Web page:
A challenging part of employing social media concepts within an organization or large company is getting everyone to agree. With so many parties with differing interests, one wonders how things ever get done.

I’d like to posit the idea that consensus is not required to explore the opportunities that social media present. Sure, you may (or should) gain approval from the group you’re working with, getting the every executive, or department, or business unit’s buy in just won’t happen. At least not in the timeframe you’ll need to reap some of the rewards of joining your community.

Consensus is one of the problems that social media may be able to solve as well. As large companies continue to consolidate resources internally, they also create more silos for information, and push the decision making to a select few at the top.

Sure, these fine folks have years (decades in many cases) of business experience that allows them to plot the course for large companies. However, these same folks are now spreading themselves quite thin and it requires more time to make decisions for each business. This translates into slow moving companies that can’t adapt fast enough to changing market conditions.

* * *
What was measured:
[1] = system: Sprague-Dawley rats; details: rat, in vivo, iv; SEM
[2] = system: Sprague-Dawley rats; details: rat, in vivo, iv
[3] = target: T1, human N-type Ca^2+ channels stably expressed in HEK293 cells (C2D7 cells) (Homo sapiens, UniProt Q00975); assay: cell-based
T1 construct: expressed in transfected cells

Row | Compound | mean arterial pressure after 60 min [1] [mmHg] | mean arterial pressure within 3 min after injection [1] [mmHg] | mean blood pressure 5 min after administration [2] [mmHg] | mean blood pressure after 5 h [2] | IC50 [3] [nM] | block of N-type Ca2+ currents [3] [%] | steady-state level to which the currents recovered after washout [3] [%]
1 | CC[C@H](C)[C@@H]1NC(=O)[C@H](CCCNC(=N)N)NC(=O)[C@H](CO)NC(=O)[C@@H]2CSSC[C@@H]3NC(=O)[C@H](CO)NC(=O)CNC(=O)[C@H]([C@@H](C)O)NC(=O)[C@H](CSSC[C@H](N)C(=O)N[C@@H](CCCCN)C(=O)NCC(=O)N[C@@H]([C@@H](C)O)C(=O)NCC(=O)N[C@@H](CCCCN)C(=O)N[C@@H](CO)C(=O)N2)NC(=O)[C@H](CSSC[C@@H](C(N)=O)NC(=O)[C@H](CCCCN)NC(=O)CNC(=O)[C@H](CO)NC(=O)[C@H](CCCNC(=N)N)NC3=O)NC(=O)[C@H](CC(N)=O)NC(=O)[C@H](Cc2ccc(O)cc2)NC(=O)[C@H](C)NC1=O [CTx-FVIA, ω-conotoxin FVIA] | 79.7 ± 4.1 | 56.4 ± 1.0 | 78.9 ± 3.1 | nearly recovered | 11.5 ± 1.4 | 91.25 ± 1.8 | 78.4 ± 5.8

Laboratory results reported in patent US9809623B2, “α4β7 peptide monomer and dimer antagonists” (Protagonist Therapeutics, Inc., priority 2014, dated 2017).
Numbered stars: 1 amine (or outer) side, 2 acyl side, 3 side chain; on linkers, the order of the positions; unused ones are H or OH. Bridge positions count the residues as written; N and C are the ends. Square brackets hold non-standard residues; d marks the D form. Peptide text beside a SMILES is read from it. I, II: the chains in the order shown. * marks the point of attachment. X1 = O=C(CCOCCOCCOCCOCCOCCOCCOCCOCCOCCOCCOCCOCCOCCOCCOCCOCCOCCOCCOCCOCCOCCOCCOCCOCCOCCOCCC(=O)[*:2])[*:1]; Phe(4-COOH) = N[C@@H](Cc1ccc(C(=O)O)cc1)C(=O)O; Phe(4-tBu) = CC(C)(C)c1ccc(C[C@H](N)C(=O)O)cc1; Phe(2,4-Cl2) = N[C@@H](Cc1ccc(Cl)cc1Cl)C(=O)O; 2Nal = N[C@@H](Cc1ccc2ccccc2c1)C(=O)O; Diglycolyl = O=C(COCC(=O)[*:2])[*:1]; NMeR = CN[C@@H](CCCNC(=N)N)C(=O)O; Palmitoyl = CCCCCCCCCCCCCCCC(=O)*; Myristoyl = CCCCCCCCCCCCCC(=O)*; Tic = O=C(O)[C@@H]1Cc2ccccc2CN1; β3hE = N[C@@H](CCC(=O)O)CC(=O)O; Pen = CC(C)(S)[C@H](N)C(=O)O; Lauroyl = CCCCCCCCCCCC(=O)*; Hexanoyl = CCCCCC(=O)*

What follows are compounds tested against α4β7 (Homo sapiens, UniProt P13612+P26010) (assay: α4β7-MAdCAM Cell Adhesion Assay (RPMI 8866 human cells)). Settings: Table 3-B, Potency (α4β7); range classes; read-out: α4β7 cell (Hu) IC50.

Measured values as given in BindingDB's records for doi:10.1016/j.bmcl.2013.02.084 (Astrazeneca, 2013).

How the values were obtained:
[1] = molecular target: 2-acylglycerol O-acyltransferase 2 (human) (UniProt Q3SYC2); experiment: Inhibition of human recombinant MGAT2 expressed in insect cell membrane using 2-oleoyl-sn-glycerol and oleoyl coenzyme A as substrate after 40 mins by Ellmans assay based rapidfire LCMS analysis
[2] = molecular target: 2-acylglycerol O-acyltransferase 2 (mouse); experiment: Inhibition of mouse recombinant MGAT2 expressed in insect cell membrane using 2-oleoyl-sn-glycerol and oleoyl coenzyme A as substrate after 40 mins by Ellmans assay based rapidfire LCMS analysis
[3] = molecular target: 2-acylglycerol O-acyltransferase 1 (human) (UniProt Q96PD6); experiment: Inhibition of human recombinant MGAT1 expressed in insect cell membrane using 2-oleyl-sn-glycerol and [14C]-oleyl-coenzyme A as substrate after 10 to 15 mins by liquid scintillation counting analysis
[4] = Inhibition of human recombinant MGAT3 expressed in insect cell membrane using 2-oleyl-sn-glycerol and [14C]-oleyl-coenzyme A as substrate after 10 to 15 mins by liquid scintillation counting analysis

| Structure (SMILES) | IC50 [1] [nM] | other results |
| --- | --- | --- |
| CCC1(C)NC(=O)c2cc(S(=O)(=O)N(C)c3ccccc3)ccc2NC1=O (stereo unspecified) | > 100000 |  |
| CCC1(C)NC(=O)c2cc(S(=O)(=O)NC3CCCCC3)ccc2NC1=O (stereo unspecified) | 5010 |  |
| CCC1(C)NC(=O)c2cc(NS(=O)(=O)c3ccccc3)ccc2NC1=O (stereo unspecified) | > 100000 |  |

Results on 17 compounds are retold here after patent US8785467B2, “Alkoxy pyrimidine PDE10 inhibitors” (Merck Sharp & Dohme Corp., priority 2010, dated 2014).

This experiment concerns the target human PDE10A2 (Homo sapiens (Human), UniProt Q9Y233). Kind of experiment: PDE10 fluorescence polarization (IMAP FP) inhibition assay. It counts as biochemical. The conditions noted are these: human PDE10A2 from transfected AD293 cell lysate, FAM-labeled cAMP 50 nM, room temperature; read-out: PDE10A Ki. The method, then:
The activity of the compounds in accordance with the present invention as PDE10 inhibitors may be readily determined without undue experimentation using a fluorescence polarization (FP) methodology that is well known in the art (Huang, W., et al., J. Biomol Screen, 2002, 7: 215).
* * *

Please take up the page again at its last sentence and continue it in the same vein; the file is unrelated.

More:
In this, social media allows faster interaction across the organization. By leveraging both the business experience of executive staff along with the day-to-day mid-level management that is tracking the trends of each business, large companies have the potential to move almost as fast as a much smaller organization.

The need for an open, transparent culture still exists though. Without it, the company won’t have the ability to try new things and learn from them quickly.

Social media is more about cultural and conceptual changes than technological. And you don’t need consensus to understand that either. Good luck.

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